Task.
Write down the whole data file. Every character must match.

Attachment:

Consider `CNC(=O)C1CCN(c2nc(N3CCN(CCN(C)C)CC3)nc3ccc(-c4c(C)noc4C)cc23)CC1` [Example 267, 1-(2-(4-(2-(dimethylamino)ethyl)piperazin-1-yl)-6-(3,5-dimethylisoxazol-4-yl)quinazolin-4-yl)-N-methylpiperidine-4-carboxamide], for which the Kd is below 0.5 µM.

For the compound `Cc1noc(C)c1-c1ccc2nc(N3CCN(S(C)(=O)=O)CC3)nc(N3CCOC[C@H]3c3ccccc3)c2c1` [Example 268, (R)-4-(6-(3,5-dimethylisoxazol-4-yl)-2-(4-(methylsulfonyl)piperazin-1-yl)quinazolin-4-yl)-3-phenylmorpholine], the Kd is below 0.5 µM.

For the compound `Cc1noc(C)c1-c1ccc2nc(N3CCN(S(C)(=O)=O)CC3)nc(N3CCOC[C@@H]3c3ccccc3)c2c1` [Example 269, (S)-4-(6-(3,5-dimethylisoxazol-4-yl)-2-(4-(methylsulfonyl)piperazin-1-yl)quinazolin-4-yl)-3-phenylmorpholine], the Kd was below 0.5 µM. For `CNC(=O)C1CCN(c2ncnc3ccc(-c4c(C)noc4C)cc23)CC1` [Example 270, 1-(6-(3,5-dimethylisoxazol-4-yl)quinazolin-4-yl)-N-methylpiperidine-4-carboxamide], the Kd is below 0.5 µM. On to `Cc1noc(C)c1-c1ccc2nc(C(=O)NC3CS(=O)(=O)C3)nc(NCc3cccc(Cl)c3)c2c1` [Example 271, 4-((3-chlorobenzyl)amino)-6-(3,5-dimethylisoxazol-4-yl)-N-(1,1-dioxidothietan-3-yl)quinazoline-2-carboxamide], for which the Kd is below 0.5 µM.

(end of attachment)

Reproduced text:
Consider `CNC(=O)C1CCN(c2nc(N3CCN(CCN(C)C)CC3)nc3ccc(-c4c(C)noc4C)cc23)CC1` [Example 267, 1-(2-(4-(2-(dimethylamino)ethyl)piperazin-1-yl)-6-(3,5-dimethylisoxazol-4-yl)quinazolin-4-yl)-N-methylpiperidine-4-carboxamide], for which the Kd is below 0.5 µM.

For the compound `Cc1noc(C)c1-c1ccc2nc(N3CCN(S(C)(=O)=O)CC3)nc(N3CCOC[C@H]3c3ccccc3)c2c1` [Example 268, (R)-4-(6-(3,5-dimethylisoxazol-4-yl)-2-(4-(methylsulfonyl)piperazin-1-yl)quinazolin-4-yl)-3-phenylmorpholine], the Kd is below 0.5 µM.

For the compound `Cc1noc(C)c1-c1ccc2nc(N3CCN(S(C)(=O)=O)CC3)nc(N3CCOC[C@@H]3c3ccccc3)c2c1` [Example 269, (S)-4-(6-(3,5-dimethylisoxazol-4-yl)-2-(4-(methylsulfonyl)piperazin-1-yl)quinazolin-4-yl)-3-phenylmorpholine], the Kd was below 0.5 µM. For `CNC(=O)C1CCN(c2ncnc3ccc(-c4c(C)noc4C)cc23)CC1` [Example 270, 1-(6-(3,5-dimethylisoxazol-4-yl)quinazolin-4-yl)-N-methylpiperidine-4-carboxamide], the Kd is below 0.5 µM. On to `Cc1noc(C)c1-c1ccc2nc(C(=O)NC3CS(=O)(=O)C3)nc(NCc3cccc(Cl)c3)c2c1` [Example 271, 4-((3-chlorobenzyl)amino)-6-(3,5-dimethylisoxazol-4-yl)-N-(1,1-dioxidothietan-3-yl)quinazoline-2-carboxamide], for which the Kd is below 0.5 µM.